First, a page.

Archive for the ‘Judaism’ Category

Those Little Gestures

by Tamar Caspi under Judaism,Relationships

You can buy a bouquet of roses from the market, or you can purchase the seeds of your girlfriend’s favorite flower along with soil and a pot so that she has an ongoing reminder of your thoughtfulness.

You can suggest a local brewery for date night, or you can get your boyfriend that online deal to learn how to make craft beer at home.

Oftentimes we overlook those subtle hints which could really help make your significant other feel special, loved, and appreciated. Listen for the things that your partner won’t ask for, but you know they like — whether that be a specific food or drink, an outfit (A man in a suit? Always hot!), a location (The peak of a mountain at sunset? So romantic!), and of course there’s also gift-giving.

This holiday season, make the effort to give the special someone in your life a gift that’s just as special. It doesn’t have to be expensive, or even store-bought, just something to let the person know that you are listening.


Missing the Mitzvah of Marriage

by Rabbi Josh Yuter under Judaism,Relationships,Single Life,Weddings

Every now again I reserve the right to play the “Rabbi” card and interject some religion in my dating posts. Today, I’d like to talk about the religious pressures one faces in dating, particularly pertaining to marriage and family life, which has been on my mind since this past week in Daf Yomi, we actually covered some of the Rabbinic sources stressing the importance of the Jewish family, getting married and having children (B. Yevamot 61bB. Yevamot 64a). For two examples, “R. Tanhum stated in the name of R. Hanilai: Any man who has no wife lives without joy, without blessing, and without goodness. ‘Without joy,’ for it is written. And thou shalt rejoice, thou and thy house” (B. Yevamot 62b) and, “R. Eleazar said: Any man who has no wife is no proper man; for it is said, Male and female created He them, and called their name Adam” (B. Yevamot 63a). Later on in the same trachtate we find, “More than the man desires to marry does the woman desire to be taken in marriage” (B. Yevamot 113a) and “It is preferable to live in grief [in a bad marriage] than to dwell in widowhood” (B. Yevamot 118b).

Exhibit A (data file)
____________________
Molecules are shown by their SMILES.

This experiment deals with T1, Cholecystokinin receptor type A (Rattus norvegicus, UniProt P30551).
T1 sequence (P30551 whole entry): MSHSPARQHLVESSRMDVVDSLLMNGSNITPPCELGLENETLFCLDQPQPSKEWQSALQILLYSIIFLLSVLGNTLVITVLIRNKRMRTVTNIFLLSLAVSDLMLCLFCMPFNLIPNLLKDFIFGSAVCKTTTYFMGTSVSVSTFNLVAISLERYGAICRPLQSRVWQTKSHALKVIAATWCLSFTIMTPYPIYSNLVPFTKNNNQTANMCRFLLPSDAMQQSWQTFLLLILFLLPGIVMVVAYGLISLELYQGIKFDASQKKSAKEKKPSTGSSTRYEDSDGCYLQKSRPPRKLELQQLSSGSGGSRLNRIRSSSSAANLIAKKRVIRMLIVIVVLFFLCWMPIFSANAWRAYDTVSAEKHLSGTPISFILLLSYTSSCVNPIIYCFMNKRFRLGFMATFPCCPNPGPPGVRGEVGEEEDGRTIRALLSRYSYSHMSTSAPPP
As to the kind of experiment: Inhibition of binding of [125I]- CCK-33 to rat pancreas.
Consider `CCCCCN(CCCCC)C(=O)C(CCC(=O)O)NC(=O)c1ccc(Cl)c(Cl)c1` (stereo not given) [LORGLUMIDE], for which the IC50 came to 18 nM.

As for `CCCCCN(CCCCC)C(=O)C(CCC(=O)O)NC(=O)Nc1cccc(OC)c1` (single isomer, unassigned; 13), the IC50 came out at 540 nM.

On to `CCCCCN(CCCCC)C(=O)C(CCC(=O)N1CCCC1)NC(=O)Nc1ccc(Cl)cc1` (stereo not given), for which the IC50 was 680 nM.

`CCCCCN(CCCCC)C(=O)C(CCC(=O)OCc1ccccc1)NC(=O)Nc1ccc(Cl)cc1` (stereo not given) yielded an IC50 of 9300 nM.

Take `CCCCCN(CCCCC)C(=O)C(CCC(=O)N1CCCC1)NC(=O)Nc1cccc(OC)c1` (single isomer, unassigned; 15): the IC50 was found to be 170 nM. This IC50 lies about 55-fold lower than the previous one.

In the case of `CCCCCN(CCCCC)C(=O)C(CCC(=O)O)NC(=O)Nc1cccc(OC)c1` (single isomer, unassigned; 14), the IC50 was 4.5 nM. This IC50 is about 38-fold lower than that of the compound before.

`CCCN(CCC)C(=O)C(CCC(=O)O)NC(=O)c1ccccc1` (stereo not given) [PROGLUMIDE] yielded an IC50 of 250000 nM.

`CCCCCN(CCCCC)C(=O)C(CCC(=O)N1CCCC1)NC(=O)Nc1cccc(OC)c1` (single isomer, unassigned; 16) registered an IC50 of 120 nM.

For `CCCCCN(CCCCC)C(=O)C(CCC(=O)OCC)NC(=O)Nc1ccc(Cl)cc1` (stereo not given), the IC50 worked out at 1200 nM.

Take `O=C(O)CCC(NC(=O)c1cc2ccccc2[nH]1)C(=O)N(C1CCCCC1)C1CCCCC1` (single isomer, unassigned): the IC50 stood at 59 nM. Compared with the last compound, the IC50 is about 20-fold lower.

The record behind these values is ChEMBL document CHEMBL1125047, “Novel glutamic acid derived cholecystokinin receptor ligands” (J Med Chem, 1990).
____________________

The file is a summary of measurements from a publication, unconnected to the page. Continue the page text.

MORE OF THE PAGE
On top of these sorts of homiletic statements, there’s a debate as to whether or not there is a mitzvah to get married (Rambam), or if marriage is only a prerequisite for properly performing the obligation of having procreation (Ramban) (See this class by R. Aharon Lichtenstein).

It’s bad enough when we have to deal with pressure from family and annoying friends, but how do we deal with letting down our Creator?

JBlog-Resize-Yuter

You… me… marriage?